Kaufmann et al v. Federal Aviation Administration et al

Filing 23

MEMORANDUM OPINION AND ORDER by Judge David J. Hale. The Federal Aviation Administration's motion to dismiss (DN 6 ) is granted. The LRAA's motions to dismiss (DN 8 and 14 ) are granted. The plaintiffs' motion for a temporary restraining order (DN 4 ) and renewed motion for a temporary restraining order (DN 21 ) are denied as moot. Action is dismissed without prejudice and stricken from the Court's active docket. cc: Counsel(JAC)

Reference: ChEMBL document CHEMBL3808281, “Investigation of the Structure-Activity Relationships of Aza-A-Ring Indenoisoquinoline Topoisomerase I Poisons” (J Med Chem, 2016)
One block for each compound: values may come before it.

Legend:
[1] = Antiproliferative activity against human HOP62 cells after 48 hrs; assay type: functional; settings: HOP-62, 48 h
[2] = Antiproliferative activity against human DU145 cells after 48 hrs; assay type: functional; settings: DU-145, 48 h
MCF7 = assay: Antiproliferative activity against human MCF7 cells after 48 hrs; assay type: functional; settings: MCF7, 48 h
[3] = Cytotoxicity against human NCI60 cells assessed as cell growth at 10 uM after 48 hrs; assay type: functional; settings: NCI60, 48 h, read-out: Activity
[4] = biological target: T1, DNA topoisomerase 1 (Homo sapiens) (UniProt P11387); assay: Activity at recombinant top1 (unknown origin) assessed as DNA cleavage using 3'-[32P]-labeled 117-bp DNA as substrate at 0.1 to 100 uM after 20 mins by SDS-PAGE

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UNITED STATES DISTRICT COURT WESTERN DISTRICT OF KENTUCKY LOUISVILLE DIVISION CAROL KAUFMANN, et al., Plaintiffs, v. Civil Action No. 3:16-cv-801-DJH FEDERAL AVIATION ADMINISTRATION, et al., Defendants. * * * * * MEMORANDUM OPINION AND ORDER The Louisville Regional Airport Authority (LRAA) created the Bowman Field Safety Program, which called for the LRAA to remove or trim trees surrounding Bowman Field, a “general aviation” airport in Louisville, Kentucky. (Docket No. 1, PageID # 10; D.N. 9, PageID # 179–80) The Federal Aviation Administration (FAA) conditionally approved the plan, contingent upon its environmental findings pursuant to the National Environmental Protection Act (NEPA), the National Historic Preservation Act (NHPA), and the Department of Transportation Act (DOTA), among other federal statutes. (Id., PageID # 180) On December 13, 2016, the FAA issued its Environmental Assessment and Finding of No Significant Impact (FONSI). (Id., PageID # 190–91) The next day, the plaintiffs filed suit, alleging that the FAA failed to comply with the procedural requirements of NEPA, NHPA, and DOTA in approving the LRAA’s Safety Program. (D.N. 1) The plaintiffs then filed a motion for a temporary restraining order seeking to prevent the FAA and LRAA from removing or trimming trees pending adjudication of their suit. (D.N. 4; D.N. 9, PageID # 171, 195) In response, the defendants filed motions to dismiss for lack of jurisdiction and failure to state a claim upon which relief can be granted. (D.N. 6; D.N. 8; D.N. 14) Because the Court finds that 1 it lacks subject matter jurisdiction, the motions to dismiss will be granted and the motion for a temporary restraining order will be denied as moot. I. BACKGROUND In 2008, the Louisville Regional Airport Authority began to update the Airport Layout Plan (ALP) for Bowman Field. (D.N. 9, PageID # 179–80) In 2011, the LRAA announced the Bowman Field Safety Program, which stated that before the FAA would approve the updated ALP, the area around Bowman Field would need to be surveyed to ensure that no objects were obstructing navigable airspace. (Id., PageID # 180) The resulting investigation found that a number of trees surrounding Bowman Field were “obstructions” and potential hazards. (Id.) The LRAA then informed hundreds of households that it would be developing a plan to acquire airspace rights and would be removing or trimming the offending trees. (Id., PageID # 180–81) Over the next month, the LRAA held two public workshops on the proposed program. (Id., PageID # 182) In March 2012, the FAA conditionally approved the updated ALP, with final approval subject to processes prescribed by several federal statutes, including NEPA, NHPA, and DOTA. (Id., PageID # 184) Plaintiff Plea for the Trees claims that it wrote to the FAA and urged the agency to begin its NEPA and NHPA processes early. (Id., PageID # 183–84) Nevertheless, the plaintiffs allege that Plea for the Trees was not contacted by the FAA until June 2015. (Id., PageID # 184) The FAA then held meetings with consulting parties, including Plea for the Trees, in August 2015 and March 2016. (Id.) In April 2016, the LRAA passed a resolution approving a contingency plan to complete the Safety Program without federal funds and began removing and trimming trees in accordance with the program. (Id., PageID # 185) The FAA next issued a draft of its Environmental 2 Assessment, which found that the ALP would have “no adverse effect” on historic properties surrounding the airport, and held a public comment period to receive feedback on its findings. (Id., PageID # 186) In response, the FAA received letters and feedback on their proposed findings from consulting parties and the public. (Id., PageID # 187–88) Following the public comment period, the FAA requested that the Advisory Council on Historic Preservation (ACHP) review its “no adverse effect” determination. (Id., PageID # 188) The ACHP responded “that the appropriate determination would be an ‘adverse effect’ because of the acquisition of avigation easements and the tree removal and trimming program, and that the FAA should negotiate a Memorandum of Agreement to resolve these adverse effects.” (D.N. 4-1, PageID # 76) On December 8, 2016, the FAA issued a letter stating that it “respectfully disagree[d]” with the ACHP and reaffirming its “no adverse effect” finding. (D.N. 9, PageID # 189–90) Five days later, the FAA notified consulting parties of its December 8 letter and issued its final Environmental Assessment and Finding of No Significant Impact (FONSI). (Id., PageID # 190– 91) The next day, Plaintiffs filed suit against the FAA and the LRAA, as well as administrators of each organization, seeking to enjoin the FAA and LRAA from removing or trimming trees in historic areas surrounding Bowman Field. (D.N. 1) The plaintiffs claim that the FAA violated NHPA and DOTA by “failing to evaluate prudent and feasible alternatives to harming public parkland and historic properties and undertaking all possible planning to minimize harm to these resources with respect to the Bowman Field Safety Program.” (Id., PageID # 2) The LRAA is joined as a defendant pursuant to Fed. R. Civ. P. 19. (D.N. 9, PageID 3 # 175) The plaintiffs contend that the LRAA is a necessary party because it is executing the Bowman Field Safety Program and thus “complete relief cannot be provided” without it. (Id.) On December 19, 2016, the plaintiffs filed a motion for a temporary restraining order, asking the Court to enjoin the defendants from any removal or trimming of trees until their complaint is adjudicated. (D.N. 4) A telephonic status conference was scheduled for December 21, 2016. (D.N. 7) Hours before the telephonic status conference, the FAA and the LRAA each filed a motion to dismiss. (D.N. 6; D.N. 8; D.N. 14) The FAA argued that the Court lacked subject matter jurisdiction because the Courts of Appeals for the Sixth and D.C. Circuits have exclusive jurisdiction over challenges to FAA orders in Kentucky. (D.N. 6; D.N. 13) Meanwhile, the LRAA asserted that the Court lacked subject matter jurisdiction and the plaintiffs failed to state a claim upon which relief can be granted because the LRAA is not a federal agency and thus is not subject to the federal statutes in question. (D.N. 8; D.N. 14) During the status conference, the defendants stated that they were removing or trimming trees at Big Spring Country Club and the plaintiffs did not object to this work. (D.N. 21, PageID # 366) Based on the parties’ representations during the conference, the Court declined to enter injunctive relief. (D.N. 10) The Court set a briefing schedule on the motions to dismiss, as agreed by the parties. (Id.) On January 23, 2017, the LRAA provided that it was close to completing its work at Big Spring Country Club and would soon be working on “other properties pursuant to written avigation easements.” (D.N. 19, PageID # 345) In response, the plaintiffs filed a renewed motion for a temporary restraining order and preliminary injunction but no new arguments were asserted. (D.N. 21) The Court has fully considered the briefs, and for the 4 reasons discussed below, the Court will grant the motions to dismiss and deny the remaining motions as moot. II. DISCUSSION A. FAA’s Motion to Dismiss The FAA has moved to dismiss this action for lack of subject matter jurisdiction, arguing that pursuant to 49 U.S.C. § 46110 only the U.S. Courts of Appeals for the Sixth and D.C. Circuits have exclusive jurisdiction over this suit. (D.N. 13, PageID # 242) In response, the plaintiffs contend that this action, which challenges the FAA’s failures under NHPA and Section 4(f) of DOTA, is distinct from their challenges to the December 13 Order and thus not subject to the jurisdictional limits of § 46110. (D.N. 11, PageID # 222–24) The plaintiffs maintain that the instant action does not challenge the FAA’s December 13 Order, which they acknowledge must be reviewed by either the Sixth Circuit or the D.C. Circuit. (Id.) The plaintiffs instead argue that NHPA violations occurred on December 8, 2016, when the FAA issued a letter that “ended the NHPA process and constituted a final agency action within the meaning of the APA.” (Id., PageID # 228) According to the plaintiffs, the FAA’s December 13 FONSI “was issued pursuant to the National Environmental Policy Act, and not the NHPA []or Section 4(f)” of DOTA. (Id. at 222–24) Additionally, the plaintiffs argue that the FAA could have triggered appellate review of its NHPA requirements if it had either taken the steps necessary to use the NEPA process to fulfill its NHPA requirements or issued “a separate Order terminating NHPA compliance.” (D.N. 11, PageID # 226–27) After failing to do so, the plaintiffs assert that the FAA cannot now complain “that judicial review is unavailable” in district court. (Id.) 5 The FAA argues that the actions it took to comply with NHPA and DOTA are not distinct from the December 13, 2016 Order. (D.N. 13, PageID # 243) Rather, according to the FAA, the December 13 FONSI “summarizes the FAA’s findings under” a number of environmental statutes it must consider in decisionmaking, including NHPA and Section 4(f) of DOTA. (Id.) Additionally, the FAA contends that the December 8 letter regarding the ACHP was not the “FAA’s final word on the subject of NHPA compliance” and thus is not reviewable on its own. (Id. at 244) Instead, the FAA argues that its “final determination on that matter” was contained in the December 13 Order. (Id.) “[W]here it is unclear whether review jurisdiction is in the district court or the court of appeals the ambiguity is resolved in favor of the latter.” Gen. Elec. Uranium Mgmt. Corp. v. U.S. Dep’t of Energy, 764 F.2d 896, 903 (D.C. Cir. 1985) (quoting Denberg v. U.S. R.R. Ret. Bd., 696 F.2d 1193, 1197 (7th Cir. 1983), cert. denied, 466 U.S. 926 (1984)). “A principal reason for this guideline is that exclusive jurisdiction in the court of appeals avoids duplicative review and the attendant delay and expense involved.” Id. In relevant part, 49 U.S.C. § 46110 states: [A] person disclosing a substantial interest in an order issued by the Secretary of Transportation (or the Under Secretary of Transportation for Security with respect to security duties and powers designated to be carried out by the Under Secretary or the Administrator of the Federal Aviation Administration with respect to aviation duties and powers designated to be carried out by the Administrator) in whole or in part under this part, part B, or subsection (l) or (s) of section 114 may apply for review of the order by filing a petition for review in the United States Court of Appeals for the District of Columbia Circuit or in the court of appeals of the United States for the circuit in which the person resides or has its principal place of business. 49 U.S.C. § 46110(a). When the petition is sent to the Secretary, Under Secretary, or Administrator, the court has exclusive jurisdiction to affirm, amend, modify, or set aside any part of the order and may order the Secretary, Under Secretary, or Administrator to 6 conduct further proceedings. After reasonable notice to the Secretary, Under Secretary, or Administrator, the court may grant interim relief by staying the order or taking other appropriate action when good cause for its action exists. 49 U.S.C. § 46110(c). Section 46110 “makes clear that the federal courts of appeals have exclusive jurisdiction to review the orders of certain federal agencies,” including the FAA. Mokdad v. Lynch, 804 F.3d 807, 809 (6th Cir. 2015). The Sixth Circuit has explained that “[u]nder the doctrine of inescapable intertwinement, ‘statutes such as Section 46110(c) that vest judicial review of administrative orders exclusively in the courts of appeals also preclude district courts from hearing claims that are inescapably intertwined with review of such orders.’” Mokdad, 804 F.3d at 812 (quoting Merritt v. Shuttle, Inc., 245 F.3d 182, 187 (2d Cir. 2001)). “A claim is inescapably intertwined [with an agency order] if it alleges that the plaintiff was injured by such an order and that the court of appeals has authority to hear the claim on direct review of the agency order.” Id. at 813 (quoting Merritt, 245 F.3d at 187). “While litigants may seek, through careful pleading, to avoid the strict jurisdictional limits imposed by Congress, there is not reason to believe ‘that the jurisdictional remedy prescribed by Congress hangs on the ingenuity of the complaint.’” St. John’s United Church of Christ v. City of Chicago, 401 F. Supp. 2d 887, 902 (N.D. Ill. 2005) aff’d, 502 F.3d 616 (7th Cir. 2007) (quoting Cal. Save Our Streams Council, Inc. v. Yeutter, 887 F.2d 908, 912 (9th Cir. 1989)). “The purpose of the inescapable-intertwinement doctrine is to prevent a plaintiff from ‘circumvent[ing] the exclusive jurisdiction of the court of appeals by collaterally attacking an administrative order in a federal district court.’” Id. (quoting Ligon v. LaHood, 614 F.3d 150, 155 (5th Cir. 2010)). Here, the plaintiffs attempt “to avoid the strict jurisdictional limits imposed by” § 46110 through careful pleading. Id. However, in challenging the FAA’s decisionmaking in this case, 7 the plaintiffs’ claims under NHPA and DOTA are “inescapably intertwined” with their challenge to the December 13 Order under NEPA. For support, the plaintiffs point out that the FONSI issued on December 13 specifically states that it was issued in compliance with NEPA. (D.N. 13, PageID # 35; D.N. 11, PageID # 222–24) However, later in the same paragraph, the FONSI states that “the agency decision [was] based on information contained in the Environmental Assessment . . . incorporated by reference herein, and all other applicable documents available to the agency.” (D.N. 1-3, PageID # 35) In order words, the FONSI relied on the FAA’s consideration of a number of pieces of information, including feedback gathered during NHPA and DOTA processes. (Id.; D.N. 6-1, PageID # 147; D.N. 13, PageID # 243–44) In the FONSI, the FAA explicitly states that it considered Section 4(f) of DOTA. (D.N. 1-3, PageID # 39) The FAA explains the likely impacts of the plan on 4(f) resources, proposes a mitigation plan, and outlines its analysis and findings under DOTA. (Id.) The FAA also details its compliance with the NHPA process, including meeting with consulting parties and completing a historic architectural survey. (Id., PageID # 39–41) For example, the FAA references the ACHP criticism and review process in the FONSI in demonstrating its compliance with the NHPA process and explaining how it reached its finding of “no adverse effect.” (Id., PageID # 41) The FAA also explains that it “took into account the information produced by the survey, additional information provided by consulting parties, and comments received during the [NHPA] process in assessing the effects of the undertaking on these historic properties.” (Id. at 40) The FONSI makes clear that in issuing its December 13 Order, the FAA relied on the processes mandated by DOTA and NHPA. Therefore, any failure by the FAA to comply with these statutes is inescapably intertwined with a challenge to the December 13 Order under 8 NEPA. Thus, the Court lacks jurisdiction because the Sixth Circuit and D.C. Circuit have exclusive jurisdiction over the challenges to the FAA’s December 13 Order pursuant to 49 U.S.C. § 46110. B. LRAA’s Motion to Dismiss The Louisville Regional Airport Authority has also filed a motion to dismiss for lack of jurisdiction and failure to state a claim upon which relief can be granted. (D.N. 8; D.N. 14) The LRAA argues that the plaintiffs “cannot establish subject matter jurisdiction over any alleged action by the Airport Authority.” (D.N. 8-1, PageID # 158–63) Specifically, the LRAA contends that the plaintiffs do not have a private right of action under NHPA, DOTA, APA, or the Declaratory Judgment Act, and that therefore, the Court lacks jurisdiction over the plaintiffs’ claims against the LRAA. (Id.) The plaintiffs respond that the LRAA is a necessary party under Rule 19 because in the LRAA’s absence, “the court cannot accord complete relief among existing parties.” (D.N. 12, PageID # 238; D.N. 18, PageID # 335–36) Fed. R. Civ. P. 19(a)(1)(A). Additionally, the plaintiffs contend that the LRAA has “an interest in the subject matter of this action that is so situated that disposing of the action in [the LRAA’s] absence may . . . impair or impede [the LRAA’s] ability to protect [its] interest.” (D.N. 12, PageID # 238) Fed. R. Civ. P. 19(a)(1)(B). In their amended complaint, the plaintiffs provide that the “gravamen of this Complaint is that the FAA violated both NHPA and Section 4(f) [of DOTA] in approving the Area Airport Safety Program for Bowman Field, a program that the LRAA proposed and which it intends, with FAA approval and funding, to undertake.” (D.N. 9, PageID # 175) The LRAA contends that it is not a necessary party under Rule 19. (D.N. 14-1, PageID # 267–68) The LRAA argues that the “gravamen” of the complaint is that the FAA violated 9 NHPA and DOTA. (Id.) The LRAA maintains that it is not subject to either NHPA or DOTA because it is not a federal agency. (Id.) Therefore, the LRAA asserts that there are no independent claims against it. (Id.) Furthermore, the LRAA argues that because “the Safety Program is proceeding without federal funds,” it has “no interest in the outcome of Plaintiffs’ challenge to FAA’s compliance with federal law.” (Id.) The plaintiffs’ amended complaint states that the LRAA is named as a defendant in the action pursuant to Rule 19. (D.N. 9, PageID # 175) Additionally, the plaintiffs state that joinder of the LRAA is “premised on [the FAA’s] statutory violations.” (D.N. 18, PageID # 333) Even if the plaintiffs are correct that the LRAA is a necessary party under Rule 19, the LRAA is necessary to claims that the Court cannot adjudicate. Because the claims against the FAA will be dismissed for lack of subject matter jurisdiction pursuant to 49 U.S.C. § 46110, the LRAA cannot be joined under Rule 19. Therefore, the LRAA’s motion to dismiss will be granted. III. CONCLUSION For the reasons explained above, and the Court being otherwise sufficiently advised, it is hereby ORDERED as follows: (1) The Federal Aviation Administration’s motion to dismiss (D.N. 6) is GRANTED. (2) The LRAA’s motions to dismiss (D.N. 8; D.N. 14) are GRANTED. (3) The plaintiffs’ motion for a temporary restraining order (D.N. 4) and renewed motion for a temporary restraining order (D.N. 21) are DENIED as moot. (4) This action is DISMISSED without prejudice and STRICKEN from the Court’s active docket. February 6, 2017 10 David J. Hale, Judge United States District Court